PURPLE was the designation given by U.S. cryptanalysts to the cipher machine used by the Japanese Foreign Office for secure communication before and during the Second World War. Analogs of the PURPLE machine, like the one shown above, were used by the Allies to decrypt those messages.
The structure and internal wiring of the machine, as
well as details of the keying procedures and systems of abbreviations used
in PURPLE messages are described in the paper:
Freeman, Wes., Geoff Sullivan, and Frode Weierud. 2003.
PURPLE Revealed: Simulation and Computer-Aided Cryptanalysis of Angooki Taipu B , Cryptologia, 27(1) 1‐43.
Because there is still a considerable interest in the PURPLE cipher machine and how it was broken I have decided to slowly release here copies of some of the documents we used when we analysed the machine and wrote our Cryptologia article in 2003.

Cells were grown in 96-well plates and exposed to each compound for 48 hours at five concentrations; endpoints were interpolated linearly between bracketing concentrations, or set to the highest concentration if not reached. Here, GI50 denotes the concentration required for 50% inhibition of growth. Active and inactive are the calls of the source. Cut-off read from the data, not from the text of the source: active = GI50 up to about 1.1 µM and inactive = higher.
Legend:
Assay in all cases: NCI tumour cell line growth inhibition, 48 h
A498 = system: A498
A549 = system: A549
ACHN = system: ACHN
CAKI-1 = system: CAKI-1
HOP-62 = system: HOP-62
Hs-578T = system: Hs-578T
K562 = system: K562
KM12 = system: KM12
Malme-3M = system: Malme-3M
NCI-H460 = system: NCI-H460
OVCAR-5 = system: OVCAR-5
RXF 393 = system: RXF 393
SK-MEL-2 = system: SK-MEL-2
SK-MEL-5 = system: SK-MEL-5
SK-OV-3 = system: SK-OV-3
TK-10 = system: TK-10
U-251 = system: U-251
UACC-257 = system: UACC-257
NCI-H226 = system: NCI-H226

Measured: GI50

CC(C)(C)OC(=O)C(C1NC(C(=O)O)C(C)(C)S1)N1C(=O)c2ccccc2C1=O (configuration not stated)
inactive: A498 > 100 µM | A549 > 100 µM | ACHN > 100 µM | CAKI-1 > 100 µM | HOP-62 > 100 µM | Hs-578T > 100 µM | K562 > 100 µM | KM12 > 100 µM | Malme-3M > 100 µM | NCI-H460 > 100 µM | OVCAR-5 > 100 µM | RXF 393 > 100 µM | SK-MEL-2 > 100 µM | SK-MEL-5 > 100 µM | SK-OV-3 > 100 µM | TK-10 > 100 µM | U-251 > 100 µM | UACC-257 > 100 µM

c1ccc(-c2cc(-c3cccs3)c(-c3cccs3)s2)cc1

How it worksClick on the block diagram for a quick
explanation of how the PURPLE machine works.
Do it YourselfLearn how to decipher an actual PURPLE
message. This is part 1 of the 14-part message
which was delivered to the U.S Government on
December 7, 1941.
Click on the image of the message to view the
complete image and get instructions on how to
decipher the message with a PURPLE simulator.
The graphical PURPLE simulator is available for use with Windows 3.1x, NT4, 95, 98 and 2000.
A command line Automated Cryptanalysis Program for the PURPLE cipher, for use with 32 bit variants of the above operating systems is also available.
Update: This little command line tool has recently been tested to work in the Command Prompt of Windows 10. Please see the updated text file in the new ZIP archive for more information. CCR, July 2020.
Here are transcripts of the intercepted text of part 1 and also
part 5 of the 14 part message from Tokyo to Washington, 6/7 December 1941.
The transcript of a super-enciphered PURPLE message from 1941 can be found here.
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